• Sunday, Jul 05, 2020
  • Last Update : 01:33 am

Don’t call it politics

  • Published at 12:02 am October 10th, 2019
Fahad jail
Photo: MAHMUD HOSSAIN OPU

Violence in the name of student politics has gone on for too long, and it is time the two were separated

The brutal murder of Abrar Fahad has shocked the nation to the core, and no words can be offered to his loved ones at a time like this that will make any difference.

Of course, the fact that more than 10 people in connection with Abrar’s death have been arrested already is commendable, but the bigger concern still looms large:

Will the shocking death of Abrar change anything regarding the toxic culture of student politics in Bangladesh that we have seen grim evidence of again and again with distressing frequency?

While many have been quick to condemn the savage killing of Abrar, the language used thus far in condemning his killers has not addressed the broader problem of the culture of violence and impunity embedded within student politics.

For example, last year saw journalists, students, and the general public fall victim to BCL violence during the road safety protests. But nothing was done by the authorities to right the wrongs and bring the guilty to justice. They remain free men.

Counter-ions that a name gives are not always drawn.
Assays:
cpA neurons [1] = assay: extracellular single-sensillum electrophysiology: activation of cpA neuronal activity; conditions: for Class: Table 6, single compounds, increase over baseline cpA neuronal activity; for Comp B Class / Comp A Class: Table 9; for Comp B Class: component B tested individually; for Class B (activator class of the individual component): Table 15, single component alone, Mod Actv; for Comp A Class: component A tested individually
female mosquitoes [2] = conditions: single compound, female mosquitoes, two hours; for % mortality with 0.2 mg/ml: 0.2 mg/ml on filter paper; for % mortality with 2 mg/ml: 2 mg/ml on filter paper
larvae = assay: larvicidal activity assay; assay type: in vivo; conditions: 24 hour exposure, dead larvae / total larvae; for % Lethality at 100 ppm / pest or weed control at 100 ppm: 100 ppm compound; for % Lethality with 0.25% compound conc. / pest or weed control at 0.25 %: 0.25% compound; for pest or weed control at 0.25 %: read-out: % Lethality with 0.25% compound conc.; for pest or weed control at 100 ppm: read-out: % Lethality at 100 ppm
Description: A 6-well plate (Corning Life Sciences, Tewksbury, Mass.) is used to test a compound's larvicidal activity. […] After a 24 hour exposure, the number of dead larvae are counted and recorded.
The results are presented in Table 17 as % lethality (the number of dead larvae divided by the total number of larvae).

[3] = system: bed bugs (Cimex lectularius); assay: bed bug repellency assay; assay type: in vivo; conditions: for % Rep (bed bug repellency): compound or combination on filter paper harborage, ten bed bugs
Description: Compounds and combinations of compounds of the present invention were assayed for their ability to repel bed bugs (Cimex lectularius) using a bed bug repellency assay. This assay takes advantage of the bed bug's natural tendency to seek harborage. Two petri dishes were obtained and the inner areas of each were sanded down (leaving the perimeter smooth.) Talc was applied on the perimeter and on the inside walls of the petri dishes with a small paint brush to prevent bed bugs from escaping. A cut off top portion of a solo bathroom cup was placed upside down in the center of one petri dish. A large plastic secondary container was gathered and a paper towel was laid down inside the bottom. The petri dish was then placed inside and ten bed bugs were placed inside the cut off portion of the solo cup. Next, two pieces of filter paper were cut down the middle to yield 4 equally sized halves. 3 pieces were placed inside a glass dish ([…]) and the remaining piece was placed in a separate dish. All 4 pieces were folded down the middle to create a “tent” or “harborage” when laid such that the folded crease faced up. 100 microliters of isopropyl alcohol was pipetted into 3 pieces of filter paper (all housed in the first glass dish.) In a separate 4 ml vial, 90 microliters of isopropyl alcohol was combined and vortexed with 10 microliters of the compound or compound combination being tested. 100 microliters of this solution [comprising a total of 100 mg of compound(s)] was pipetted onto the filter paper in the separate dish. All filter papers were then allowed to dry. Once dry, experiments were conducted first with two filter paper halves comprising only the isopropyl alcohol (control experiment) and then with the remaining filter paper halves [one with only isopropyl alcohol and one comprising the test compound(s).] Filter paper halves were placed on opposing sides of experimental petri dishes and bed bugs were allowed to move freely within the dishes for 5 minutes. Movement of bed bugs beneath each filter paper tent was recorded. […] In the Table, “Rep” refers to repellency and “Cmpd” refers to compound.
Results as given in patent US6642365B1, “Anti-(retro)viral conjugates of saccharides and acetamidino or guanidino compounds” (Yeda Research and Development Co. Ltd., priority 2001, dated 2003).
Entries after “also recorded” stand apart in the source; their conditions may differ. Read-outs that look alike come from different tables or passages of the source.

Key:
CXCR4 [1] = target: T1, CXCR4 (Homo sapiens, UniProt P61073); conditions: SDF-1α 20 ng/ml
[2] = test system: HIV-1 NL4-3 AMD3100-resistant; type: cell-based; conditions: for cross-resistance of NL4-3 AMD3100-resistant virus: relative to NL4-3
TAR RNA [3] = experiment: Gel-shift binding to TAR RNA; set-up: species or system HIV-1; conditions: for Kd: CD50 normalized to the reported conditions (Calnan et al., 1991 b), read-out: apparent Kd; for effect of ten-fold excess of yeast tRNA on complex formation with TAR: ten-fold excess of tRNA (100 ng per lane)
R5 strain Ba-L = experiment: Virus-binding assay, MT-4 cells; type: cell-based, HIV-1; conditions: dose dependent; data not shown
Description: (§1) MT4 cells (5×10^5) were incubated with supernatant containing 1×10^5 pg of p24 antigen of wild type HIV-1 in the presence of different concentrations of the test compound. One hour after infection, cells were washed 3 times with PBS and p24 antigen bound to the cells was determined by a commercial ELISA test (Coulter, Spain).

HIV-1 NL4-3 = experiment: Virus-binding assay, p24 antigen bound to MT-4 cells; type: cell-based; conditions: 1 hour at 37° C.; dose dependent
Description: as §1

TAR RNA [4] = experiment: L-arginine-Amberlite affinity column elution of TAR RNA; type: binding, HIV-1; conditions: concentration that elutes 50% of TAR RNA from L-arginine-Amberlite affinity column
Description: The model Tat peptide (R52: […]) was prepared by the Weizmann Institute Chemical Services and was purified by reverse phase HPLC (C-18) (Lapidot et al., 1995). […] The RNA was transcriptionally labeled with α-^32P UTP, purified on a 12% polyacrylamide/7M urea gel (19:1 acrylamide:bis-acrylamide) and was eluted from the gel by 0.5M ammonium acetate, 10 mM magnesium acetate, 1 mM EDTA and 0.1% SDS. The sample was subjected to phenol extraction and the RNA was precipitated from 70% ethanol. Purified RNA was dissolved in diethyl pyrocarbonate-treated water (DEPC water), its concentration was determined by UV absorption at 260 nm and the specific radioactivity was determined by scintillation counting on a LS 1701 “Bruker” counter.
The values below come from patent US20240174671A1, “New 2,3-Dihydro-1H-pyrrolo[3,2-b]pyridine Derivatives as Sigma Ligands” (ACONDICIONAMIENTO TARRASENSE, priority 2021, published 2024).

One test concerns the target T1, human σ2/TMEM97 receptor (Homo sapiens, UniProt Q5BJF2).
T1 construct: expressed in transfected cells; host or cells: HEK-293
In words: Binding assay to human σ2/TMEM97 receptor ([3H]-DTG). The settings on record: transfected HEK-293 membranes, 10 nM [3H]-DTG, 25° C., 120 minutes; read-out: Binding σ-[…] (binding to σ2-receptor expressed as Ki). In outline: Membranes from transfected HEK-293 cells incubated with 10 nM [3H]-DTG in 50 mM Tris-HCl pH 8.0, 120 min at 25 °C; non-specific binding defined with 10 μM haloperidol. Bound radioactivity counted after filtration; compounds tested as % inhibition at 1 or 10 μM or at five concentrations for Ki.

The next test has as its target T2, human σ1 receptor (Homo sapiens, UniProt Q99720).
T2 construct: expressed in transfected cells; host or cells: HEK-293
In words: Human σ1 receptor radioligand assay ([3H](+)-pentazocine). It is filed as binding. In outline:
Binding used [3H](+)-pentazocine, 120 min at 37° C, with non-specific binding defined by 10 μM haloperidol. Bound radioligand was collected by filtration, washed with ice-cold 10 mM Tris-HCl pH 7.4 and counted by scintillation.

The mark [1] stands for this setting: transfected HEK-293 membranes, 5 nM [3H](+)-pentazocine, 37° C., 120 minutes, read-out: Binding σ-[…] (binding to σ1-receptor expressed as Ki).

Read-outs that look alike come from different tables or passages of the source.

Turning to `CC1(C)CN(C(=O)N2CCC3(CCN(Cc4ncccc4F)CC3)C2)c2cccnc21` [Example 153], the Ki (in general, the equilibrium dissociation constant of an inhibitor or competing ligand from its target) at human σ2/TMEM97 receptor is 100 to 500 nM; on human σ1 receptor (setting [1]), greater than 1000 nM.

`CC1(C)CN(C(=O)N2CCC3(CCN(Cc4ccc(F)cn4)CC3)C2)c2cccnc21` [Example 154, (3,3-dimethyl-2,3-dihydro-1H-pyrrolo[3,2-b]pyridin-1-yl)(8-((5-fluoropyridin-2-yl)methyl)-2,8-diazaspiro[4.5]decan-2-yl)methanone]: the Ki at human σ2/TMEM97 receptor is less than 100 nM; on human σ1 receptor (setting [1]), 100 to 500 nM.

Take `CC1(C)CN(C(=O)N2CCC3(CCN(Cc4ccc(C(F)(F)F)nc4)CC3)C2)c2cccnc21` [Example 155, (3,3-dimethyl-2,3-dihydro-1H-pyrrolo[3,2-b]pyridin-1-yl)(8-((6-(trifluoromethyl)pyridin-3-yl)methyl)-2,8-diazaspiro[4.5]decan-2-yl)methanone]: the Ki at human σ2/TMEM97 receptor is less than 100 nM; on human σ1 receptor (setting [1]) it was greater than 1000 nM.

At this point, the problem is surely far more pervasive than mere rogue elements breaking the rules. The problem is a broken system of student politics itself, which allows for and indeed encourages violence, ruining the atmosphere of our universities.

In fact, there can be no doubt that too often student politics as it is called is little more than a euphemism for rampant criminality and intimidation. 

Let us make no mistake about it. There can be no space for such criminal activities and those who commit them -- and those who give them shelter and protection -- on our university campuses. 

If Bangladesh is ever to advance as a nation, our universities must once again be what they once were and universities all over the world are meant to be -- centres of excellence and learning, where young men and women can get the education they need to be the leaders of tomorrow and develop the country, without having to live in fear of what are little more than violent criminal gangs.

Can anyone honestly say that this is the situation that currently pertains in our public universities?

We mourn the death of Abrar Fahad -- he was not guilty of any crime, and his death is on our conscience. 

The very least we can do is make sure no innocent student is ever murdered again.

Violence in the name of student politics has gone on for too long, and it is time the two were separated.

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